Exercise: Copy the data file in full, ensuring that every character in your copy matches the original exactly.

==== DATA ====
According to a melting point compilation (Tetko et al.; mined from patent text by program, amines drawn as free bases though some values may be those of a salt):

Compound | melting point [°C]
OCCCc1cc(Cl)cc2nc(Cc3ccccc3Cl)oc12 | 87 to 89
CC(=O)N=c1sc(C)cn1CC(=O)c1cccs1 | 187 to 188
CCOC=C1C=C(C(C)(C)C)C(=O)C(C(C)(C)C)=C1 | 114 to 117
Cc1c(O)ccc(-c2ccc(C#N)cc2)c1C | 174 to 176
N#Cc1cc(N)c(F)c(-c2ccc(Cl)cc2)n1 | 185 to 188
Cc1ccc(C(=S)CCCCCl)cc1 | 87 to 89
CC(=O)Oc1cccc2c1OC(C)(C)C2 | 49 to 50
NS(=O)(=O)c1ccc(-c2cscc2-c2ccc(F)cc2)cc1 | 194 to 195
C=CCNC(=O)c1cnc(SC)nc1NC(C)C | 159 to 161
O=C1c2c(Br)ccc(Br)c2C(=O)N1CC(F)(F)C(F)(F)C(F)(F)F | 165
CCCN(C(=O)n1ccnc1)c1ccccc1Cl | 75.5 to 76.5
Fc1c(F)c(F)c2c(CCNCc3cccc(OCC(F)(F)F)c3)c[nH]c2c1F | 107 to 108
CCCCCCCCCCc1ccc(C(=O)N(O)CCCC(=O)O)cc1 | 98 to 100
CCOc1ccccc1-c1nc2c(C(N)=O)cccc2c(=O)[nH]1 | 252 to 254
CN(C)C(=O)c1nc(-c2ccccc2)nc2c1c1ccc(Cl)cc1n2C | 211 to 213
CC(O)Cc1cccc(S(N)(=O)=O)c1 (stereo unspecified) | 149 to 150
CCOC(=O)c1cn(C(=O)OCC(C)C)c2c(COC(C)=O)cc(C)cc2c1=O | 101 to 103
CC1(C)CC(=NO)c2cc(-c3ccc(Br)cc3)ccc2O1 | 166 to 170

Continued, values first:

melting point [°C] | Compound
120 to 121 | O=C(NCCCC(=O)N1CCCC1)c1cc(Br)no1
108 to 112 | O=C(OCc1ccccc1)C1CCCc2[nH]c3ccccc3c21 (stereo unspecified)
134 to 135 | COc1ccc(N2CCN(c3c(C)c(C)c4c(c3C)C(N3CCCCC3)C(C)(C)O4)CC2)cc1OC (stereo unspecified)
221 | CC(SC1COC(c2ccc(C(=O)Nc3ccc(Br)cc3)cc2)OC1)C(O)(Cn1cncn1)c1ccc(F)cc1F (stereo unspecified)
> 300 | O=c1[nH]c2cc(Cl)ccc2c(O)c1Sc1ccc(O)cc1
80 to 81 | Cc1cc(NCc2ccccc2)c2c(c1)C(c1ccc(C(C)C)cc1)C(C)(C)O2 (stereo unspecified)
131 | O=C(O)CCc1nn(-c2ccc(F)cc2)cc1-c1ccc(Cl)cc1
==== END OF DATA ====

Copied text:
According to a melting point compilation (Tetko et al.; mined from patent text by program, amines drawn as free bases though some values may be those of a salt):

Compound | melting point [°C]
OCCCc1cc(Cl)cc2nc(Cc3ccccc3Cl)oc12 | 87 to 89
CC(=O)N=c1sc(C)cn1CC(=O)c1cccs1 | 187 to 188
CCOC=C1C=C(C(C)(C)C)C(=O)C(C(C)(C)C)=C1 | 114 to 117
Cc1c(O)ccc(-c2ccc(C#N)cc2)c1C | 174 to 176
N#Cc1cc(N)c(F)c(-c2ccc(Cl)cc2)n1 | 185 to 188
Cc1ccc(C(=S)CCCCCl)cc1 | 87 to 89
CC(=O)Oc1cccc2c1OC(C)(C)C2 | 49 to 50
NS(=O)(=O)c1ccc(-c2cscc2-c2ccc(F)cc2)cc1 | 194 to 195
C=CCNC(=O)c1cnc(SC)nc1NC(C)C | 159 to 161
O=C1c2c(Br)ccc(Br)c2C(=O)N1CC(F)(F)C(F)(F)C(F)(F)F | 165
CCCN(C(=O)n1ccnc1)c1ccccc1Cl | 75.5 to 76.5
Fc1c(F)c(F)c2c(CCNCc3cccc(OCC(F)(F)F)c3)c[nH]c2c1F | 107 to 108
CCCCCCCCCCc1ccc(C(=O)N(O)CCCC(=O)O)cc1 | 98 to 100
CCOc1ccccc1-c1nc2c(C(N)=O)cccc2c(=O)[nH]1 | 252 to 254
CN(C)C(=O)c1nc(-c2ccccc2)nc2c1c1ccc(Cl)cc1n2C | 211 to 213
CC(O)Cc1cccc(S(N)(=O)=O)c1 (stereo unspecified) | 149 to 150
CCOC(=O)c1cn(C(=O)OCC(C)C)c2c(COC(C)=O)cc(C)cc2c1=O | 101 to 103
CC1(C)CC(=NO)c2cc(-c3ccc(Br)cc3)ccc2O1 | 166 to 170

Continued, values first:

melting point [°C] | Compound
120 to 121 | O=C(NCCCC(=O)N1CCCC1)c1cc(Br)no1
108 to 112 | O=C(OCc1ccccc1)C1CCCc2[nH]c3ccccc3c21 (stereo unspecified)
134 to 135 | COc1ccc(N2CCN(c3c(C)c(C)c4c(c3C)C(N3CCCCC3)C(C)(C)O4)CC2)cc1OC (stereo unspecified)
221 | CC(SC1COC(c2ccc(C(=O)Nc3ccc(Br)cc3)cc2)OC1)C(O)(Cn1cncn1)c1ccc(F)cc1F (stereo unspecified)
> 300 | O=c1[nH]c2cc(Cl)ccc2c(O)c1Sc1ccc(O)cc1
80 to 81 | Cc1cc(NCc2ccccc2)c2c(c1)C(c1ccc(C(C)C)cc1)C(C)(C)O2 (stereo unspecified)
131 | O=C(O)CCc1nn(-c2ccc(F)cc2)cc1-c1ccc(Cl)cc1